only flush the 3ps graphic

What Not to Flush

What Can I Flush Down the Toilet?

Just because something can be flushed down the toilet does not mean it should be. Only flush the 3 P's: pee, poo, and paper (toilet paper). Toilet paper is specifically designed to break down in the water. Although paper towels, napkins, and facial tissue appear to be the same material, but they do not disintegrate in water like toilet paper. Any items flushed other than toilet paper can create costly clogs in your home pipes, our community sewer pipes, and our water reclamation facilities. The U.S. Environmental Protection Agency (EPA) encourages all Americans to only flush toilet paper, not disinfect wipes or other non-flushable items that should be disposed of in the trash.


DO NOT Flush These Items Down the Toilet:

Not only do clogs affect our pipes, but they can affect yours, potentially causing a basement backup and an expensive phone call to your plumber. If wipes get stuck in your home lateral pipe, a clog could cost you thousands to fix. A lateral is a pipe that transports water used inside your home out to your city's sanitary sewer system in the street. 

A report from the National Association of Clean Water Agencies (NACWA) explores the costs associated with clogs caused by wipes.

flushable wipes caught in a pipe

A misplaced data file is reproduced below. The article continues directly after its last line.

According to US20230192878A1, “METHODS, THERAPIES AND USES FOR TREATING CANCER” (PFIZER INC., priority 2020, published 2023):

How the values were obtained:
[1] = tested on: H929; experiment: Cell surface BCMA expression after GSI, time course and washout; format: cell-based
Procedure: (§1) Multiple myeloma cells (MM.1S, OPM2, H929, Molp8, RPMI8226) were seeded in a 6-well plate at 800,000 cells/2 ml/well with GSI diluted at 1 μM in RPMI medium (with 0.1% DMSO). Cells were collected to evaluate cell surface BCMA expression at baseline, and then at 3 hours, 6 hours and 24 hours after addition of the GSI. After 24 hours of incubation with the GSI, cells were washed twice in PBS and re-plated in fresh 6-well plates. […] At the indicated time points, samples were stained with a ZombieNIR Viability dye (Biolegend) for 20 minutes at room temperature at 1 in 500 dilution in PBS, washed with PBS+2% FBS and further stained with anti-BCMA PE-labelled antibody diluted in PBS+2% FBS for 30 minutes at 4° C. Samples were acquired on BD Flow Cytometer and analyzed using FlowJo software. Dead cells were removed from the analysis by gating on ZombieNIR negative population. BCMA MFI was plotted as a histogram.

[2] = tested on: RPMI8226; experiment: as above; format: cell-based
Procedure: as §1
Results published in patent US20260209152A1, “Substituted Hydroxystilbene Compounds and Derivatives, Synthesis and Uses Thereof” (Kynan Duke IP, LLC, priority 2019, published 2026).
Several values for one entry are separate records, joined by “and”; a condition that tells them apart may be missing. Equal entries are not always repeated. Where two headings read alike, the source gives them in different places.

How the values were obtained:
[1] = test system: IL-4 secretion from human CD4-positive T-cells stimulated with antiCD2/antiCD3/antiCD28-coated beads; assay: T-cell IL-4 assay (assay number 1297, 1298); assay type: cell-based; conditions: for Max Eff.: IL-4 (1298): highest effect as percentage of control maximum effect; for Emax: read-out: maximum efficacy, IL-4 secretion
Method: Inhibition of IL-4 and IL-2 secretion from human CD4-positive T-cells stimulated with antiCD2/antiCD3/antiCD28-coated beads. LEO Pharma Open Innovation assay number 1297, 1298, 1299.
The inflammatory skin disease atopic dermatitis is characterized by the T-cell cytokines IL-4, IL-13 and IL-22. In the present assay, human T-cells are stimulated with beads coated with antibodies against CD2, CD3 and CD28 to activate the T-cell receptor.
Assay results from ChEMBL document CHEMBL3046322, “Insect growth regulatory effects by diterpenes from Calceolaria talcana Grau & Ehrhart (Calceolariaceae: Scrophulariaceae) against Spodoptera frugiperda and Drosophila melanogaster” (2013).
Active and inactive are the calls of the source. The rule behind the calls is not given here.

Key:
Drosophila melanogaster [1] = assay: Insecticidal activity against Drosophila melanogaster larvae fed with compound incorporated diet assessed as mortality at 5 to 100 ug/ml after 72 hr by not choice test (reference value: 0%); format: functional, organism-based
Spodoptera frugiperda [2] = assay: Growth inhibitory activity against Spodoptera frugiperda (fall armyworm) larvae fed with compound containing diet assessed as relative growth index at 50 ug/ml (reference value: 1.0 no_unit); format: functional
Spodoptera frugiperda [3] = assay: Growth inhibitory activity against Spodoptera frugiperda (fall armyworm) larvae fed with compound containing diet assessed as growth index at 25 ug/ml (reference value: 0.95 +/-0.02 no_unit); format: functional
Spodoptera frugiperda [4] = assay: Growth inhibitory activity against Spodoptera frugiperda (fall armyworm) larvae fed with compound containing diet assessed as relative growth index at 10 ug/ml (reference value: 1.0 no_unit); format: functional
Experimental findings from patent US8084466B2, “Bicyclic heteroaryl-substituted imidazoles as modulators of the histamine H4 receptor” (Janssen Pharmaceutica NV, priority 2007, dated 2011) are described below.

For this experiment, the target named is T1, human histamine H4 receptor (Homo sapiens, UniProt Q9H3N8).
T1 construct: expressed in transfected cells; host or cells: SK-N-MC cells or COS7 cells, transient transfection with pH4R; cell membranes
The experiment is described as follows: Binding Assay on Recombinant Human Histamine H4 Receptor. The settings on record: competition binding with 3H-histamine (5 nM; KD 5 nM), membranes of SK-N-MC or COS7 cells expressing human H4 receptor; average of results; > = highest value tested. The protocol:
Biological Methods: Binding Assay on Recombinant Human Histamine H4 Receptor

A clog like this at our Port Washington Road Pumping Station costs thousands of dollars to remove. 

greasy oil in pan

What Can I Pour Down My Drain?

Dispose of all fats, oils, and grease in the garbage. This includes butter, cooking oils, fry oil, oils, dairy, and grease left from cooking meats and/or anything else that gels or solidifies at room temperature. While these will go down the drain or toilet when warm or with soap, but as they cool or mix with water they solidify in your pipes creating a clog that is very messy and difficult to remove.

Never pour or flush hard chemicals, paint, oil, pesticides, cement, plaster, medications, or more than the recommended amount of drain cleaner down your drains.

What to do with Household Chemicals, Paints, Cleaners, and Other Hazardous Waste?

Milwaukee County Residents can drop them off at one of Milwaukee Metropolitan Sewerage District's Home Hazmat Collection sites. Learn more about what items you can drop off.

Milwaukee Hazardous Household Waste Drop Off